TOPEKA – (July 21, 2021) – Kansas has reached a settlement with a major pharmaceutical company and three opioid distributors as part of the state’s ongoing efforts to bring accountability to those that fueled the opioid-addiction crisis and provide funds to support addiction services, Attorney General Derek Schmidt said today.
The settlement announced today includes Cardinal Health Inc., McKesson Corporation and AmerisourceBergen Corporation, the nation’s three major pharmaceutical distributors, as well as pharmaceutical company Johnson & Johnson. In addition to financial terms, the distributors have also agreed to changes in the pharmaceutical industry to help prevent a similar prescription-drug crisis from happening again. Johnson & Johnson will stop selling opioids, will not fund or provide grants to third-parties for promoting opioids and will not lobby on activities related to opioids.
Schmidt said the terms of the agreement resolve the claims of Kansas and other participating states, as well as local governments nationwide. States will have 30 days to sign onto the deal and local governments in participating states will have up to 150 days to join. The majority of the funding from the agreement is to be spent on opioid treatment and prevention.
“We continue to move forward in our efforts to hold pharmaceutical companies and others accountable for the destruction their business practices caused to the lives of Kansans,” Schmidt said. “These settlement negotiations are extraordinarily complex. However, my objective remains simple: Get as much money as possible into the hands of state and local governments, and service providers, in Kansas to pay for addiction treatment as soon as possible – and of course, change corporate behavior to stop the practices that fueled this damage in the first place.”
The total value of the settlement is approximately $26 billion. Each state’s share of the funding will be determined by agreement among the states using a formula that takes into account the impact of the crisis on the state – the number of overdose deaths, the number of residents with substance use disorder, and the number of opioids prescribed – and the population of the state. The state’s share also will be affected by the number of local jurisdictions that decide to join the settlement.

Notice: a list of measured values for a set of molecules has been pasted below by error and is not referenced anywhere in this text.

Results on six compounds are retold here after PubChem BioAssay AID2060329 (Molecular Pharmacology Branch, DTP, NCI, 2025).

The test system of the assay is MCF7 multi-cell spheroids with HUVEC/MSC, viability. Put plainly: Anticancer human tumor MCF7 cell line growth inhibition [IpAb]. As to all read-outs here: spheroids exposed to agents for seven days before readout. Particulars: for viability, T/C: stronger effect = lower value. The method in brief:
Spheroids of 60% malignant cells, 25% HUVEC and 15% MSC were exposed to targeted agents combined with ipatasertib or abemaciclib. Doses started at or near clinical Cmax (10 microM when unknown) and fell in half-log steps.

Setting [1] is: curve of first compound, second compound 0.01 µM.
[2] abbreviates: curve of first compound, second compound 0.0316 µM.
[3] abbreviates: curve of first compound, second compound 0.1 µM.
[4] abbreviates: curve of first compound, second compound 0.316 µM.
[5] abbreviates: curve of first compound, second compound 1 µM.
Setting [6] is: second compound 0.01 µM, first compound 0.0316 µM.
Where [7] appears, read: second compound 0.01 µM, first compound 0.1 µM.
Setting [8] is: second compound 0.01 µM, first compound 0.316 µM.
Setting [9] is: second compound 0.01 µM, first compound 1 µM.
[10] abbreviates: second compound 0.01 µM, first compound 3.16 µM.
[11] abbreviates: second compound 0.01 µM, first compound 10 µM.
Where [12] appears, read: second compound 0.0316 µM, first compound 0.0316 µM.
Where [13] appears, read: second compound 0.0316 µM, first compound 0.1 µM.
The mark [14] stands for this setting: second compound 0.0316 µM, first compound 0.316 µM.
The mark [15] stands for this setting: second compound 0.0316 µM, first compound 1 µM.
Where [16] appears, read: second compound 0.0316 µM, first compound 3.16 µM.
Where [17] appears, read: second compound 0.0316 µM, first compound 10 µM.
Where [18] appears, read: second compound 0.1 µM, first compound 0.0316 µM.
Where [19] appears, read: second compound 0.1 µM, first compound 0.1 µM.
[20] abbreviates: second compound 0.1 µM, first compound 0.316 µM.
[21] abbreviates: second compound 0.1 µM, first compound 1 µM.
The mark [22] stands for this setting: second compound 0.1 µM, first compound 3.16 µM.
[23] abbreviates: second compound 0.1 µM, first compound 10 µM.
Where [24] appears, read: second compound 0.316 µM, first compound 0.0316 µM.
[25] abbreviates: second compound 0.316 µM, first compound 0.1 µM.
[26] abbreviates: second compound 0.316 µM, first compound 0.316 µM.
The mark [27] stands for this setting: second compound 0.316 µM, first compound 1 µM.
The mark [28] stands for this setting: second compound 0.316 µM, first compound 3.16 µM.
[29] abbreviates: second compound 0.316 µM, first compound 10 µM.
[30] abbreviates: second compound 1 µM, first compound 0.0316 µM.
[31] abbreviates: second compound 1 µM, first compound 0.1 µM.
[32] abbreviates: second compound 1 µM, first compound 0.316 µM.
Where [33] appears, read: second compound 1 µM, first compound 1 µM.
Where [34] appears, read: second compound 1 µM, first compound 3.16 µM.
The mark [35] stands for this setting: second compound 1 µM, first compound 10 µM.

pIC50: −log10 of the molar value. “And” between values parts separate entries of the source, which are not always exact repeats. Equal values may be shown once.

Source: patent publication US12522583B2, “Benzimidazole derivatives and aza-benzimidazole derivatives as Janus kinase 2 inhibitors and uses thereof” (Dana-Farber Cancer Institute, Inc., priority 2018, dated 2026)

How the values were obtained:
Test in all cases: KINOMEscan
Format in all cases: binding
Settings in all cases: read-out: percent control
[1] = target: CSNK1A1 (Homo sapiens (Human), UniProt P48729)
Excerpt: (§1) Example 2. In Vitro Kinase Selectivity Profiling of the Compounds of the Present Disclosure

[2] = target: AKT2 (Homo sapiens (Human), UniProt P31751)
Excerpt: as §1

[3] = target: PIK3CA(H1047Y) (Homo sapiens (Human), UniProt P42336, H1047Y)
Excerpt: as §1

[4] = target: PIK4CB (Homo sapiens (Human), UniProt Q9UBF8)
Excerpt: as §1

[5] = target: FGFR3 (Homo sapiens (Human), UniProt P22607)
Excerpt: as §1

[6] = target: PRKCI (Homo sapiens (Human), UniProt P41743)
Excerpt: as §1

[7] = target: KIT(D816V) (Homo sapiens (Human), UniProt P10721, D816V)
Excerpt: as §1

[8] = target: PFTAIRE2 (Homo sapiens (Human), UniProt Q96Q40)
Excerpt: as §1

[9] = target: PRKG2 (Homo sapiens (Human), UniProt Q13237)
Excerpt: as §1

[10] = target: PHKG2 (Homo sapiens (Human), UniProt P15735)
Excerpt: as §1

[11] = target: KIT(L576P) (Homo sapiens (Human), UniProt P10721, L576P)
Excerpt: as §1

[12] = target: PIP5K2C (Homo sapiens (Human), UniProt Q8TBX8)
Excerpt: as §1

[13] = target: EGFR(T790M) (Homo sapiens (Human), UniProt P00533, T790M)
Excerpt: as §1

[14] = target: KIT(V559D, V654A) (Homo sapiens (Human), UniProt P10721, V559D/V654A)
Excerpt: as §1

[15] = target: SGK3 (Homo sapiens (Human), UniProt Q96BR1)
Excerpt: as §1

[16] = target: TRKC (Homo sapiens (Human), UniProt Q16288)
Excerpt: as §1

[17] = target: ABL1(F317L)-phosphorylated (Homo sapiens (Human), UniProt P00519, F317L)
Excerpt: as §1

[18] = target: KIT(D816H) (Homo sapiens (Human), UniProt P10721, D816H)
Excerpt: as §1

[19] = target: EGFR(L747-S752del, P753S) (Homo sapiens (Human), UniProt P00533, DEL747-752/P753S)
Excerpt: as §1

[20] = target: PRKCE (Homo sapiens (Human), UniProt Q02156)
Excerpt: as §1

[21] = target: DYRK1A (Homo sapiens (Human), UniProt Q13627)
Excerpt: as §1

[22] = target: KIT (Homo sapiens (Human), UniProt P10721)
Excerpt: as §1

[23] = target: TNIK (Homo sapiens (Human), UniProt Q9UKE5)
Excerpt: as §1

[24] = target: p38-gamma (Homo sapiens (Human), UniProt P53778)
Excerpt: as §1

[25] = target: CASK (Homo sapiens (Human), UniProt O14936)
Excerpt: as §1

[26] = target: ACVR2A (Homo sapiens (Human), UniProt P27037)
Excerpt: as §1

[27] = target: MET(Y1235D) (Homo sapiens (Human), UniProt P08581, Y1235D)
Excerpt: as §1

The conditions of today’s 10-year agreement with the pharmaceutical distributors include:
- Establishing an independent clearinghouse for tracking where drugs are going and how often.
- Maintaining a data-driven system to detect suspicious opioid orders from customer pharmacies.
- Terminating customer pharmacies’ abilities to receive shipments, and report those companies to state regulators, when they show certain signs of drug diversion.
- Prohibiting sales staff from influencing decisions related to identifying suspicious opioid orders.
- Requiring senior corporate officials to engage in regular oversight of anti-diversion efforts.
The agreement is the latest result of ongoing efforts by Schmidt’s office to combat the opioid epidemic. In February, Schmidt joined a coalition of attorneys general from 46 other states, the District of Columbia and five U.S. territories in reaching a settlement with McKinsey & Company, one of the world’s largest consulting firms. The settlement resolved allegations the company violated the Kansas Consumer Protection Act by helping opioid companies illegally promote their drugs and profit from the opioid epidemic. Kansas will receive $4.8 million from the McKinsey agreement to be used for drug treatment and addiction abatement.
Schmidt has also reached separate agreements in principle to resolve the state’s claims against Purdue Pharma and Mallinckrodt Pharmaceuticals plc, but each of those companies then filed for bankruptcy and negotiations through bankruptcy court continue.
Kansas also is engaged in ongoing negotiations with other companies the state believes played a role in fueling opioid addiction.
Earlier this year, Kansas legislators approved Schmidt’s proposal to ensure funding recovered through these settlements is used to address addiction and help ensure services are provided throughout the state. Funding will be available through a grant review board created by the statute. State agencies, local governments and not-for-profit entities may seek funding for addiction treatment and abatement through the board, which is currently being formed.